On late Saturday afternoon, Kelly Oubre found a seat inside the Allen Fieldhouse media room. Sweat stains were still visible on his shorts. A box score from Kansas’ 68-57 victory over K-State lay on a table in front of him.
Oubre looked down at the box score for a second, but even in this moment, less than an hour after another Big 12 win, his focus was already pushing to what lay ahead on Monday night. In just more than 48 hours, the ninth-ranked Jayhawks would return to Allen Fieldhouse to face No. 15 Iowa State at 8 p.m. Monday. So when a reporter asked Oubre when the Kansas players would begin thinking about Iowa State, he quickly offered up a response.
“As of now,” Oubre said. “We owe them.”
Yes, you could call Kansas’ showdown with Iowa State a revenge game. That wouldn’t be inaccurate. On Jan. 17, the Jayhawks suffered an 86-81 loss to Iowa State at Hilton Coliseun, their only Big 12 loss of the season. But on Saturdar, Kansas forward Jamari Traylor preferred to phrase it slightly different.
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“A redemption game,” Traylor said.
Whatever the semantics, Monday night’s contest is positioned as a potential pivot point in the Big 12 race. The first-place Jayhawks, 18-3, enter with a 7-1 conference record and a perfect home mark this season. Iowa State, meanwhile, stands at 6-2 in conference play, tied for second with West Virginia. If Kansas can protect its home court, the Jayhawks will own a two-game lead over Iowa State as both teams hit the halfway point of the conference season. Big 12 championships are not won on Feb. 2, of course, but the Jayhawks can take a major step by avenging their only league blemish.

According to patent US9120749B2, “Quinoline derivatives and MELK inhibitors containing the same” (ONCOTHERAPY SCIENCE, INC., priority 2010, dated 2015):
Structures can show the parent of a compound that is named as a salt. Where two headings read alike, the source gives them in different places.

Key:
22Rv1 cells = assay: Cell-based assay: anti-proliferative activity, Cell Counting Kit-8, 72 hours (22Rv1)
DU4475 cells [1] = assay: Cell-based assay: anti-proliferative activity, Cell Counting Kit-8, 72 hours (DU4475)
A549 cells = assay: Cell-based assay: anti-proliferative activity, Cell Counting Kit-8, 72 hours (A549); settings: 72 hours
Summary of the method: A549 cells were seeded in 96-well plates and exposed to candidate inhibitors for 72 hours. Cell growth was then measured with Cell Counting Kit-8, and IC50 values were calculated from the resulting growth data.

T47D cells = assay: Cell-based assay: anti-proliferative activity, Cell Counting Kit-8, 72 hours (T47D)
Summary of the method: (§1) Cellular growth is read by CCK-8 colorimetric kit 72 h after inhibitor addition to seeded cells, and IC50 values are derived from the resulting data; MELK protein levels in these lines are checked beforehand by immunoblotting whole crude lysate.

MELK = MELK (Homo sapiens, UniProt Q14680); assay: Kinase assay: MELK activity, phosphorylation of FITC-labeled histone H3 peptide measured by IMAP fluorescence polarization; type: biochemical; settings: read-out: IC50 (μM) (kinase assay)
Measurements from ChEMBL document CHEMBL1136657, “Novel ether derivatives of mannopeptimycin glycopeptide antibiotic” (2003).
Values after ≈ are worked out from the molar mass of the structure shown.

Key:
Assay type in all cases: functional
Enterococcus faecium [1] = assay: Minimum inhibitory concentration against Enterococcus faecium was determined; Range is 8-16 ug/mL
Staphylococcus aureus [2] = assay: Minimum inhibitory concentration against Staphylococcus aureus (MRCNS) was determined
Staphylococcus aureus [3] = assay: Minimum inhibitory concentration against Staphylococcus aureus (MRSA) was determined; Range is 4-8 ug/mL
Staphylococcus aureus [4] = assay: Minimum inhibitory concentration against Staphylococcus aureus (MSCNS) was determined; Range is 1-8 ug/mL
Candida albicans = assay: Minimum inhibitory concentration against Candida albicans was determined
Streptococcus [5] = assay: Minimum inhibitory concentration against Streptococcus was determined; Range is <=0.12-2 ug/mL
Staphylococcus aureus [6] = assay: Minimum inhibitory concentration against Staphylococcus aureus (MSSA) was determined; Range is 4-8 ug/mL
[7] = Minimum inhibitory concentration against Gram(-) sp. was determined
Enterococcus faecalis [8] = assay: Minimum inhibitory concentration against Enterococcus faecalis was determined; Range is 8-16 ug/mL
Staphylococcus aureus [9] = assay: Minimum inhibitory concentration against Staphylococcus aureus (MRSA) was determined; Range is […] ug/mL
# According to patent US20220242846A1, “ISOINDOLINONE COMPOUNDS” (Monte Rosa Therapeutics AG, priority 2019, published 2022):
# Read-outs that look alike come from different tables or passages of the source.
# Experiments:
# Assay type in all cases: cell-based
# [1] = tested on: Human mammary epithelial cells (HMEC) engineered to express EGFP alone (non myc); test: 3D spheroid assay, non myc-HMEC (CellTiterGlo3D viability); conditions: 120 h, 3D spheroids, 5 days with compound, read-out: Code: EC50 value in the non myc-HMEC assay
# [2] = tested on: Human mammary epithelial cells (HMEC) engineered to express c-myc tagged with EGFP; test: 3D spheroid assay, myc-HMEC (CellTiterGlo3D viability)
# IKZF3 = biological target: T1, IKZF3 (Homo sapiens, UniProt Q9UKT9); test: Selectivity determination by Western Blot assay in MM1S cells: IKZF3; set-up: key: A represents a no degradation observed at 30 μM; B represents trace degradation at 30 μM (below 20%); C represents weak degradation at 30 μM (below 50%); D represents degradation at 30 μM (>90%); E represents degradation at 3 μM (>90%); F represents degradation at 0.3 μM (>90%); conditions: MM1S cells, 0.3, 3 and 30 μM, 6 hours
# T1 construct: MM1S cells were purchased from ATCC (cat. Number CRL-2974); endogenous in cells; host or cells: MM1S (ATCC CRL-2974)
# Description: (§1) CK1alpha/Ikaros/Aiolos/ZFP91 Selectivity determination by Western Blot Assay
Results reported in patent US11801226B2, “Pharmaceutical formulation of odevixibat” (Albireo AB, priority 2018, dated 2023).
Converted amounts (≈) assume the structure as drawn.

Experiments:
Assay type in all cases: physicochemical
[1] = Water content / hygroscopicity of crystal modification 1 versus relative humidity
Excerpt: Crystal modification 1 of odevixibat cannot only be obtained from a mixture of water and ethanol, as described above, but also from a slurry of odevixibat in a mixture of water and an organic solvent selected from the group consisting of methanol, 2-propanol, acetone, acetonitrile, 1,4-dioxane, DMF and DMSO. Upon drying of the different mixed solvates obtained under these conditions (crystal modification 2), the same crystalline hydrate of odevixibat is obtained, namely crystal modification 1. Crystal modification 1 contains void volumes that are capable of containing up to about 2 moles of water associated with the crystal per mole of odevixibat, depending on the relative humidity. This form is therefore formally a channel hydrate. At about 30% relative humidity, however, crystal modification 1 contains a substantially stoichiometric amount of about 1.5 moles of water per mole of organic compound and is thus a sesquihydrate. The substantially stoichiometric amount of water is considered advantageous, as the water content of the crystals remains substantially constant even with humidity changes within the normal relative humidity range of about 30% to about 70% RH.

“Our guys will be jacked and ready,” Kansas coach Bill Self said. “They made us look foolish many possessions up there in Ames.”
For Kansas, though, the idea of redemption runs a little deeper than payback. On that night in Ames, the Cyclones ran wild, putting up 27 points in transition and shooting better than 50 percent from the floor. Iowa State ran on missed baskets; the Cyclones ran on makes; they ran at any opportunity.
The Cyclones, who possess the nation’s seventh-most efficient offense, regularly put opposing defenses on their heels. In an era where the pace of the game has slowed, Iowa State coach Fred Hoiberg has cranked up the tempo to full-blast. According to numbers at statistical site KenPom.com, Iowa State features the seventh fastest offense in the country, averaging more than 70 possessions per game.
For a night in Ames, the Jayhawks just weren’t ready for that kind of speed. Still, Self believes some of the Jayhawks’ wounds were self-inflicted.
So on Saturday afternoon, in the moments after the victory over K-State, Self was simple and direct when asked how KU could combat Iowa State’s transition game.
“We can start by running,” Self deadpanned. “But no, we’ll do something to make sure that we give our self an opportunity for them to play five against five, as opposed to three against two and two against one.”
Self, of course, has made a living on making adjustments. In his 12th season at Kansas, Self has yet to lose both legs of a home-and-home to a conference opponent. The Cyclones, though, have defeated Kansas in two straight games — the first coming at last year’s Big 12 tournament — and perhaps it’s also worth pointing out that no Big 12 opponent has defeated Kansas three straight times since Iowa State won five straight from 1999-2001.